15. The coating composition as claimed in claim 9, wherein said polymer amide-acid is produced by reacting an amino group-containing polymer with the anhydride of said di-or tricarboxylic acid.
16. The coating composition as claimed in claim 9, wherein said polymer amide-acid is produced by the steps of reacting an oxirane ring-containing polymer with a diamine to open the oxirane ring and then reacting the resulting diamine-modified polymer with the anhydride of said di- or tricarboxylic acid.
Description
BACKGROUND OF THE INVENTION

Crosslinked polymer microparticles otherwise known as polymer microgels have been used in the coating industry to produce high solids coating compositions and/or to improve the rheological and other properties of water-based and solvent type coating compositions.

The polymer microgels may be produced by the emulsion polymerization of a monomer mixture containing a polyfunctional monomer having at least two ethylenic unsaturation in the molecule. The resulting synthetic latex may be incorporated into a water-base paint as such. For use in solvent type paints, the microgels in the emulsion may be isolated as discrete particles by spray drying, lyophilization or similar processes, or they may be directly dispersed in conventional organic solvents by solvent substitution. When used in a coating composition, the polymer microgels produced by the emulsion polymerization method tend to adversely affect the durability, particularly the water resistance of the resulting coating films owing to the hydrophilic nature of the emulsifier used in the polymerization.

U.S. Pat. No. 4,477,536 to Howard J. Wright et al. discloses the use of polymer microparticles having polar and/or ionic groups such as carboxyl group on their surfaces in two coat-one bake coating systems. The polymer microparticles are produced by the emulsion polymerization method and the carboxyl groups which induce the electrostatic stabilization in the aqueous medium may be introduced, for example, by using as an emulsifier an unsaturated, water-soluble polyester copolymerizable with the monomers constituting the polymer microgels. Alternatively, polymer microparticles having carboxyl groups on their surfaces may be produced by emulsion polymerizing an acrylic or methacrylic acid-containing monomer mixture. In either case, the emulsifier or monomer having polar groups are localized on the particle surface while leaving the nonpolar components in the particle core. The polymer microparticles having polar and/or ionic groups thus produced are also disadvantageous in that they adversely affect the water-resistance of the coating films when incorporated therein.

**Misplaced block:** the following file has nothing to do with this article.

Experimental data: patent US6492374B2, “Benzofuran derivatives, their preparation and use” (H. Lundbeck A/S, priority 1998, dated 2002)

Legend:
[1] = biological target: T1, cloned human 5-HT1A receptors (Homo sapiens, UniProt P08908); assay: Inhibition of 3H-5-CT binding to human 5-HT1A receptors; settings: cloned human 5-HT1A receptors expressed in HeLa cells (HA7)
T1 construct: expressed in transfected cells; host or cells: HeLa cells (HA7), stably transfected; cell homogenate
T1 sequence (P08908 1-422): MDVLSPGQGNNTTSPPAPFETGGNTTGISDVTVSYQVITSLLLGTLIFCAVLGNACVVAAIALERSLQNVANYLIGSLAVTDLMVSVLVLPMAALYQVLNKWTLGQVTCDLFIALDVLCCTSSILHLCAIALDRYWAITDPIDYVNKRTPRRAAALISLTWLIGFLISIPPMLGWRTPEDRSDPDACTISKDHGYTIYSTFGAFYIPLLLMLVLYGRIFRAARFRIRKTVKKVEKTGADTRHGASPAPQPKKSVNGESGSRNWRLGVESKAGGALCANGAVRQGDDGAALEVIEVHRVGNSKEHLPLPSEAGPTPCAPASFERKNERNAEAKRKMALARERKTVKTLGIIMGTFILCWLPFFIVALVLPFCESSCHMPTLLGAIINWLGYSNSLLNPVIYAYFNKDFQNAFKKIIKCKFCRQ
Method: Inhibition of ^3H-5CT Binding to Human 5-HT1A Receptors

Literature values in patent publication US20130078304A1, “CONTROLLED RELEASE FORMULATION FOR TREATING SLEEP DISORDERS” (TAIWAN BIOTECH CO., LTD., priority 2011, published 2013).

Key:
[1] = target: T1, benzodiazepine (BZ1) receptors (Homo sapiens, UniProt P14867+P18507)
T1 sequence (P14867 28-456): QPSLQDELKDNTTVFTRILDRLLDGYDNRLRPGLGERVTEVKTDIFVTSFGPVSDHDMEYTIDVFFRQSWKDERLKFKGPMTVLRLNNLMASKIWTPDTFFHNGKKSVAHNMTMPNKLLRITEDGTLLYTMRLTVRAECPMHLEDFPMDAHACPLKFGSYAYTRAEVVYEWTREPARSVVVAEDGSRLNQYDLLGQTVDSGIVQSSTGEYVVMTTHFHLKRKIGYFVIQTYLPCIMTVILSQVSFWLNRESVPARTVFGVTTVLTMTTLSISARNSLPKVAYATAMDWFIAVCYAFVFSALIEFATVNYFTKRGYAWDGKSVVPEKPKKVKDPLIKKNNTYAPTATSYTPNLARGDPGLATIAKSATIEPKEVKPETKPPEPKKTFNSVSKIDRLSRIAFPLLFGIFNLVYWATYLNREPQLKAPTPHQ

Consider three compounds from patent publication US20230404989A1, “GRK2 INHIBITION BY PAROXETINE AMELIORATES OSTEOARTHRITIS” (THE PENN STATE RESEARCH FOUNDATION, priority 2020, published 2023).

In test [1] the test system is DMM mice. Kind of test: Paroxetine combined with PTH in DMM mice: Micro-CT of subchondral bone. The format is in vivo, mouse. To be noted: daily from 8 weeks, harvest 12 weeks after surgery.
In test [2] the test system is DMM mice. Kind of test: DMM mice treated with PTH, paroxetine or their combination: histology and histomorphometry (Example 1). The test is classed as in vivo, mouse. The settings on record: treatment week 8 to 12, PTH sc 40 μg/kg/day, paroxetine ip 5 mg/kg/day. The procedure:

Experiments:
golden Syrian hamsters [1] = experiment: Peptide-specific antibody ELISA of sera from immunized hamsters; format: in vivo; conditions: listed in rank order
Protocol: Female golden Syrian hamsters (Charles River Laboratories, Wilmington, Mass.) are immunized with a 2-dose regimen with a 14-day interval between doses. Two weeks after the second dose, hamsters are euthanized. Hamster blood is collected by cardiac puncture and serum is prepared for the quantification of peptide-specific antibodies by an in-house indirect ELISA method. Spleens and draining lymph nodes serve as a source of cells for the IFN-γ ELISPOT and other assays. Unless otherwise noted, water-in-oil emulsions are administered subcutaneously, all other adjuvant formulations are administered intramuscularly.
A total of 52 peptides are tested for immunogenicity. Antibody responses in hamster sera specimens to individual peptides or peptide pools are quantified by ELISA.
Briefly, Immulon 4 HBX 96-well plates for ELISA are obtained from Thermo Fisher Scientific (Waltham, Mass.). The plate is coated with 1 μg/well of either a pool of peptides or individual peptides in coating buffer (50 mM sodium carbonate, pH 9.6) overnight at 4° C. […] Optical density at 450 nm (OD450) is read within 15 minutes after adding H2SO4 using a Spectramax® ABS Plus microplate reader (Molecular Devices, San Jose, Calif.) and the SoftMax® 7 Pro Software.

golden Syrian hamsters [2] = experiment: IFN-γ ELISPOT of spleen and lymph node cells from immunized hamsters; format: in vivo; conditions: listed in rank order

SUMMARY OF THE INVENTION

It is, therefore, a principal object of the present invention to provide crosslinked polymer microparticles having carboxyl functions on their surfaces which are capable of irreversibly diminishing when a coating composition containing the polymer microparticles is applied on a substrate and baked at an elevated temperature. Thus, the carboxyl groups on the surfaces which serve to impart the polymer particle with an excellent dispersibility into a liquid medium may be diminished in the baked films after performing their functions so as to eliminate their adverse effect on the water resistance and other properties of the cured films.

According to the present invention, the above and other objects may be accomplished by providing crosslinked polymer microparticles having a mean particle size from about 0.01 to 10 microns produced by emulsion polymerizing ethylenically unsaturated monomers, at least a portion of which contains two or more ethylenic unsaturation in the molecule, the polymer microparticles having on their surfaces a layer of a polymer amide-acid of the formula: ##STR1## wherein P is a hydrophobic polymer backbone; R is the residue of an aliphatic, alicylic or aromatic di -or tricarboxylic acid having two carboxyl groups attached to the same carbon atom or two adjacent carbon atoms; n is 1 or 2; and x is a positive integer.

In another aspect, the present invention provides a method for producing the crosslinked polymer microparticles of the present invention which comprises emulsion polymerizing ethylenically unsaturated monomers, at least a portion of which contains two or more ethylenic unsaturation in the molecule, in an aqueous medium containing the above polymer amide-acid and a neutralizing amount of a base.

In a further aspect, the present invention provides a coating composition comprising a filmforming polymer, a crosslinker thereof, and the crosslinked polymer microparticles of the present invention, said film-forming polymer and said crosslinker forming a solution or dispersion in a liquid medium, said polymer microparticles being stably dispersed in said solution or dispersion.

DETAILED DESCRIPTION Monomeric Composition

It is known that crosslinked polymer microparticles may be produced by emulsion polymerizing ethylenically unsaturated monomers, at least a portion of which contains two or more polymerization sites per molecule. The polymer microparticles of the present invention are produced by the known method except for the use as an emulsifier/dispersant the amide-acid oligomer which will be fully discussed hereinafter.